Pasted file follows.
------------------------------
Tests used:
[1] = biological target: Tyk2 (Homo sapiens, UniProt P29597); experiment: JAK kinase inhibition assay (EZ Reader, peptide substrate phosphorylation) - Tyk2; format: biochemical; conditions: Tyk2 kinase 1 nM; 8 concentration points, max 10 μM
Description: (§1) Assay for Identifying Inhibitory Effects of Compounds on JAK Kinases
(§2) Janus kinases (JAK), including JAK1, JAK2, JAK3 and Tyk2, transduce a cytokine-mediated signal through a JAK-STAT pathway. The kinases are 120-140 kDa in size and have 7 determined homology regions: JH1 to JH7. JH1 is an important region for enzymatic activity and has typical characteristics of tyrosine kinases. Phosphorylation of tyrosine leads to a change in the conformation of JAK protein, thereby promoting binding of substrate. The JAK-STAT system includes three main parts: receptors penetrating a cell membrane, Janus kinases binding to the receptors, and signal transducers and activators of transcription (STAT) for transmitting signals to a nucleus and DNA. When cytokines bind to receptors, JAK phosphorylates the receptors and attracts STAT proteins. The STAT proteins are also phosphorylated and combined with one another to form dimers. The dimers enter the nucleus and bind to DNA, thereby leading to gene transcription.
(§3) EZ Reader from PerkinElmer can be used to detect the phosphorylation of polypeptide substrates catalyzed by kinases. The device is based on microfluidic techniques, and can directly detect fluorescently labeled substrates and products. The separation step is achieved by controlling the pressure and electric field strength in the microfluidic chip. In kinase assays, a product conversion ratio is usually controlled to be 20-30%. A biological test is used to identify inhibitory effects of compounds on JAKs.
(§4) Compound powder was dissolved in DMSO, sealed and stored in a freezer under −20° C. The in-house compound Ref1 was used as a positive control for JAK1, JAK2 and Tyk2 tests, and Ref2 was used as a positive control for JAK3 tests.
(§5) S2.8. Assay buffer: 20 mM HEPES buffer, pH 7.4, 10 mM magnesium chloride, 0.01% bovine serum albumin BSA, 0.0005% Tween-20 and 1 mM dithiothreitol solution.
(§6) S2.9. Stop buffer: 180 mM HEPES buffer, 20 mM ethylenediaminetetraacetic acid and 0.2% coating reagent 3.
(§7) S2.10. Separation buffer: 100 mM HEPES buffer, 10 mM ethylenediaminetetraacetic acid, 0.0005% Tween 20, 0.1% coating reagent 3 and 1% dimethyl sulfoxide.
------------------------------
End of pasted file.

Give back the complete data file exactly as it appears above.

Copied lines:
Tests used:
[1] = biological target: Tyk2 (Homo sapiens, UniProt P29597); experiment: JAK kinase inhibition assay (EZ Reader, peptide substrate phosphorylation) - Tyk2; format: biochemical; conditions: Tyk2 kinase 1 nM; 8 concentration points, max 10 μM
Description: (§1) Assay for Identifying Inhibitory Effects of Compounds on JAK Kinases
(§2) Janus kinases (JAK), including JAK1, JAK2, JAK3 and Tyk2, transduce a cytokine-mediated signal through a JAK-STAT pathway. The kinases are 120-140 kDa in size and have 7 determined homology regions: JH1 to JH7. JH1 is an important region for enzymatic activity and has typical characteristics of tyrosine kinases. Phosphorylation of tyrosine leads to a change in the conformation of JAK protein, thereby promoting binding of substrate. The JAK-STAT system includes three main parts: receptors penetrating a cell membrane, Janus kinases binding to the receptors, and signal transducers and activators of transcription (STAT) for transmitting signals to a nucleus and DNA. When cytokines bind to receptors, JAK phosphorylates the receptors and attracts STAT proteins. The STAT proteins are also phosphorylated and combined with one another to form dimers. The dimers enter the nucleus and bind to DNA, thereby leading to gene transcription.
(§3) EZ Reader from PerkinElmer can be used to detect the phosphorylation of polypeptide substrates catalyzed by kinases. The device is based on microfluidic techniques, and can directly detect fluorescently labeled substrates and products. The separation step is achieved by controlling the pressure and electric field strength in the microfluidic chip. In kinase assays, a product conversion ratio is usually controlled to be 20-30%. A biological test is used to identify inhibitory effects of compounds on JAKs.
(§4) Compound powder was dissolved in DMSO, sealed and stored in a freezer under −20° C. The in-house compound Ref1 was used as a positive control for JAK1, JAK2 and Tyk2 tests, and Ref2 was used as a positive control for JAK3 tests.
(§5) S2.8. Assay buffer: 20 mM HEPES buffer, pH 7.4, 10 mM magnesium chloride, 0.01% bovine serum albumin BSA, 0.0005% Tween-20 and 1 mM dithiothreitol solution.
(§6) S2.9. Stop buffer: 180 mM HEPES buffer, 20 mM ethylenediaminetetraacetic acid and 0.2% coating reagent 3.
(§7) S2.10. Separation buffer: 100 mM HEPES buffer, 10 mM ethylenediaminetetraacetic acid, 0.0005% Tween 20, 0.1% coating reagent 3 and 1% dimethyl sulfoxide.